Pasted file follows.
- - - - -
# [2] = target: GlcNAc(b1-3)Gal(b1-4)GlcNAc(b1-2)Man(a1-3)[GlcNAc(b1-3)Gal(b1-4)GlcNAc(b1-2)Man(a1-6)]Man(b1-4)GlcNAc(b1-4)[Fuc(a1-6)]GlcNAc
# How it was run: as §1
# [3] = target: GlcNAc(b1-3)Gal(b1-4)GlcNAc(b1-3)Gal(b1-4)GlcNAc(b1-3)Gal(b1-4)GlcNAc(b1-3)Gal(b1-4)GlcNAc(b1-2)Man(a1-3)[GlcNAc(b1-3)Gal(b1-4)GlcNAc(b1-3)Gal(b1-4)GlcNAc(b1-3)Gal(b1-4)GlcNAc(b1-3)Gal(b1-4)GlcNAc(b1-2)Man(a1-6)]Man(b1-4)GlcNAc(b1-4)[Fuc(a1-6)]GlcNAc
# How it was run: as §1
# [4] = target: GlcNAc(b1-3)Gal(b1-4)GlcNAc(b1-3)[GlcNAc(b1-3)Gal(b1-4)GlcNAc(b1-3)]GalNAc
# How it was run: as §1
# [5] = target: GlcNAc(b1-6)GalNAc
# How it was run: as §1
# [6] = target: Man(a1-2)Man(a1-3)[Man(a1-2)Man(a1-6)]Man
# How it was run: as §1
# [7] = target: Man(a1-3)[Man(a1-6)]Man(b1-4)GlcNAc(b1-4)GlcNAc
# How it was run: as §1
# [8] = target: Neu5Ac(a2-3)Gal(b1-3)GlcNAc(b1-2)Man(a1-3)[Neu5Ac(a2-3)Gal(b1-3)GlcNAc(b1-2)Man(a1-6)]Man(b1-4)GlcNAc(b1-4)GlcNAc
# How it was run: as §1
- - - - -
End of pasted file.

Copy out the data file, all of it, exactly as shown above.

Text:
# [2] = target: GlcNAc(b1-3)Gal(b1-4)GlcNAc(b1-2)Man(a1-3)[GlcNAc(b1-3)Gal(b1-4)GlcNAc(b1-2)Man(a1-6)]Man(b1-4)GlcNAc(b1-4)[Fuc(a1-6)]GlcNAc
# How it was run: as §1
# [3] = target: GlcNAc(b1-3)Gal(b1-4)GlcNAc(b1-3)Gal(b1-4)GlcNAc(b1-3)Gal(b1-4)GlcNAc(b1-3)Gal(b1-4)GlcNAc(b1-2)Man(a1-3)[GlcNAc(b1-3)Gal(b1-4)GlcNAc(b1-3)Gal(b1-4)GlcNAc(b1-3)Gal(b1-4)GlcNAc(b1-3)Gal(b1-4)GlcNAc(b1-2)Man(a1-6)]Man(b1-4)GlcNAc(b1-4)[Fuc(a1-6)]GlcNAc
# How it was run: as §1
# [4] = target: GlcNAc(b1-3)Gal(b1-4)GlcNAc(b1-3)[GlcNAc(b1-3)Gal(b1-4)GlcNAc(b1-3)]GalNAc
# How it was run: as §1
# [5] = target: GlcNAc(b1-6)GalNAc
# How it was run: as §1
# [6] = target: Man(a1-2)Man(a1-3)[Man(a1-2)Man(a1-6)]Man
# How it was run: as §1
# [7] = target: Man(a1-3)[Man(a1-6)]Man(b1-4)GlcNAc(b1-4)GlcNAc
# How it was run: as §1
# [8] = target: Neu5Ac(a2-3)Gal(b1-3)GlcNAc(b1-2)Man(a1-3)[Neu5Ac(a2-3)Gal(b1-3)GlcNAc(b1-2)Man(a1-6)]Man(b1-4)GlcNAc(b1-4)GlcNAc
# How it was run: as §1